Spring is Right Around the Corner!

#allergies, #american-college-of-allergy-asthma-immunology, #asthma

USA Today just can’t stop talking about allergies!

Want to know how to improve your make-up skills during allergy season?  Look at this YouTube:

Here’s the article link. Early allergy in Tulsa! Look at Tulsa which is in the “high” range for this Spring’s pollen count!

#allergies, #allergy, #pollen, #tulsa-oklahoma

Have We Lost our CommonSense?

Schools are quite paranoid about giving any medication on their watch.  The liability for giving sunscreen when you don’t need it?  Zero.  This is very similar to the use of epinephrine in a school aged child with food allergy.  You certainly don’t want to withhold epi and risk anaphylaxis or death, when the risk of giving the EpiPen is negligible even if you don’t need the drug.  Maybe our policies in schools will change after a large malpractice case gets media attention for NOT giving epinephrine at the appropriate time for peanut allergy. 

http://www.usatoday.com/news/health/story/2012-06-27/sunscreen-policies/55877080/1

#allergies, #allergy, #epinephrine, #epinephrine-autoinjector, #food, #food-allergy, #health, #new-york-city

Are We Beating a Dead Horse?

Ok, another study about the dangers of food allergy (yesterday in USA Today).  You would think the occurrence of food allergy to KNOWN allergens (peanut & milk) would decrease given all the attention given to accidental ingestion.  Evidently, this is not the case.  Explanations?  Maybe we’re afraid of giving epinephrine.  In my personal experience, giving epinephrine is analogous to “waving the white flag.”  It doesn’t have to be nor should it be when treating children with suspected food allergy.  As I tell my nurses, “give the epi, then call the doctor!” 

http://www.usatoday.com/news/health/story/2012-06-25/kids-food-allergies/55797696/1

#allergen, #allergies, #allergy, #epinephrine, #food, #food-allergy, #health, #usa-today

Wedding Ring allergy

Think you can be allergic to your spouse? Just this week in the clinic, a middle-aged woman presents with a rash found only when she wears her wedding ring.  No other jewellery gives her problems except for the ring when worn > 2-3 days.  Although nickel allergy can cause this scenario, this woman probably has occlusion dermatitis or “wedding ring allergy.”  Any accumulation of soap and water underneath the ring will cause this type of dermatitis in sensitive individuals.  Want to learn more? 

http://www.medicinenet.com/script/main/art.asp?articlekey=107570

#allergies, #allergy, #conditions-and-diseases, #jewellery, #rash, #wedding-ring

Usefulness of Omalizumab for treatment of asthma

Insurance is now a part of our lives, especially health care providers.  Expensive medications such as omalizumab (Xolair™) are rarely approved for use unless patients and physicians complete an extensive application for benefits.  Here is a list of medical articles that support the use of Omalizumab in the treatment of asthma:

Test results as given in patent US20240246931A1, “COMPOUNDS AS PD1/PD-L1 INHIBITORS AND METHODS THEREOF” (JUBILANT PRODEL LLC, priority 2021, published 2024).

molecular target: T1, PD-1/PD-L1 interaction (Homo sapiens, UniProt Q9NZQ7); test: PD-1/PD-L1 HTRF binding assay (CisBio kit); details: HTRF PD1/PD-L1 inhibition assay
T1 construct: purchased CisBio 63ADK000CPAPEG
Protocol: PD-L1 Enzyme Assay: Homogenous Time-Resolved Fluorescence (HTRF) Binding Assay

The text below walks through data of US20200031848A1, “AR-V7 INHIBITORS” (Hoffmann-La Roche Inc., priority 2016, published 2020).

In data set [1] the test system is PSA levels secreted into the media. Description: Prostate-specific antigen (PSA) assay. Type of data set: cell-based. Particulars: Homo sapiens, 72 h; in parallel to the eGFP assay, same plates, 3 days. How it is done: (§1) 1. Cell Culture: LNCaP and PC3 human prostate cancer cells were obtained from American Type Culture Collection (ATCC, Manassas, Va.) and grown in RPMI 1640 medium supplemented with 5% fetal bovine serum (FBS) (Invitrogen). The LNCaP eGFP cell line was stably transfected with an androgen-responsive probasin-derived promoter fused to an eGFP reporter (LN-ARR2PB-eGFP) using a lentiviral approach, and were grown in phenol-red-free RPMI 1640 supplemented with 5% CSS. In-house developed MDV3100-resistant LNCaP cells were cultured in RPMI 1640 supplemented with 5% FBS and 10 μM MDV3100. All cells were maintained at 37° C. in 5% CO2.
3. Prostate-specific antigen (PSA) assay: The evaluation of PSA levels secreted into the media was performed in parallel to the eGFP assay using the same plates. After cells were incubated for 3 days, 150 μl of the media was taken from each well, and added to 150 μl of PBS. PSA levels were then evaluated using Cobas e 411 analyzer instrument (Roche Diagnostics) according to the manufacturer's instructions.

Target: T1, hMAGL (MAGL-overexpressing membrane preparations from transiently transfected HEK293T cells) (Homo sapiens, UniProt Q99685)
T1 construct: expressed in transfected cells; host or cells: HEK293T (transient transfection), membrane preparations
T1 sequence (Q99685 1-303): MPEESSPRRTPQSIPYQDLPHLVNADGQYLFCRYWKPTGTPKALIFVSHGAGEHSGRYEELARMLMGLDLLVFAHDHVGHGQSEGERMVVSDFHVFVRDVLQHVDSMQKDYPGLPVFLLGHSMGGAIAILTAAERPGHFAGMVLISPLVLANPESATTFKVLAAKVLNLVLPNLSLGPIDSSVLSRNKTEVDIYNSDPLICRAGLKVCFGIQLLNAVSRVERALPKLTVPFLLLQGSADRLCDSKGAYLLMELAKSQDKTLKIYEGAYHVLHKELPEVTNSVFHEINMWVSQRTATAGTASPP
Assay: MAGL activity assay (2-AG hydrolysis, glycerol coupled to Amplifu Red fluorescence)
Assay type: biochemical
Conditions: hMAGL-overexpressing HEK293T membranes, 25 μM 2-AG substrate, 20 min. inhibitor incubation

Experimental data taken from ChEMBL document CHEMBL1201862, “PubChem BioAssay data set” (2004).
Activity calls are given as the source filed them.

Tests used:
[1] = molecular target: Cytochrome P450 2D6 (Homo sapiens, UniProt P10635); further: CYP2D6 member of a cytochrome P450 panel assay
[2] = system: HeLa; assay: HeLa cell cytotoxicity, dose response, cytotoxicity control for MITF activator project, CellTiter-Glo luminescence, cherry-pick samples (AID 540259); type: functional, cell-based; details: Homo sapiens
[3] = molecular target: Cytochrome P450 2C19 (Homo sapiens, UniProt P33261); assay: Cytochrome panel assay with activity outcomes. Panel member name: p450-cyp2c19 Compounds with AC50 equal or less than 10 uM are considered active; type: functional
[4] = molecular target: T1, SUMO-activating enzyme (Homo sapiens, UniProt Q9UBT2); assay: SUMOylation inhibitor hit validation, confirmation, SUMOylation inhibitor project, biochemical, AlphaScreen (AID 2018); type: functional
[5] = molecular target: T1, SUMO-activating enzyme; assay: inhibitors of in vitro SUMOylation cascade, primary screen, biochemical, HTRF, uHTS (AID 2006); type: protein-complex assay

1.  Storms, W, et al.  Omalizumab and asthma control in patients with moderate-to-severe allergic asthma: A 6-year pragmatic data review.  Allergy and Asthma Proceedings 2012 33:172-177.

  • Proven fewer symptoms of asthma
  • Less need for rescue medication
  • Burst of steroids decreased from 5.1 to 1.1 in the 12 months of the study
  • ACT scores improved by 58% in the first year
  • Fewer hospitalizations

What other medication do we have available that produces these results without the use of oral steroids?  But don’t take it from me, see for yourself. 

#allergies, #asthma, #omalizumab, #respiratory-disorders

Here’s a book on food allergies!

The ultimate Family--should be a TV show!

My transcriptionists are not only good at what they do, but when they hear me talk as much as I do, it’s almost family. 

I am reading a book called, Don’t Kill the Birthday Girl by Sandra Beasley, and I thought of you.

  • It’s a memoir about the author’s life with food allergies, what it was like growing up with allergies, etc. She has a variety of food allergies along with environmental allergies. 
  • It’s not very long but it seemed like a book parents who have kids with allergies or individuals suffering from allergies in general would really be able to relate to. Good advice Stephanie!
  • The author is really honest about what it’s like living with allergies but she’s humorous about it at the same time.
  • The one thing that shocked me is that when the author was a teenager she thought about overdosing on Benadryl because she was tired of living with allergies.  Don’t kid yourself, the quality of life in patients with allergy isn’t very good….much worse than heart disease or even diabetes.
  • I think this book could help people with allergies, so they don’t feel alone. I don’t feel alone but I know I’m the only one in my family with allergies and none of them get what an allergic reaction is really like so I’m really enjoying this book.

Stephanie, thanks for the suggestion and I’m sure many of our readers will also enjoy the book. You’ll have to ask her permission to “friend”, but here’s her link—>profile.php?id=1192230038&sk=photos

Here’s the link from Amazon about further information on the book:  Book on Allergies from Amazon

#allergies, #allergy, #benadryl, #conditions-and-diseases, #food, #food-allergy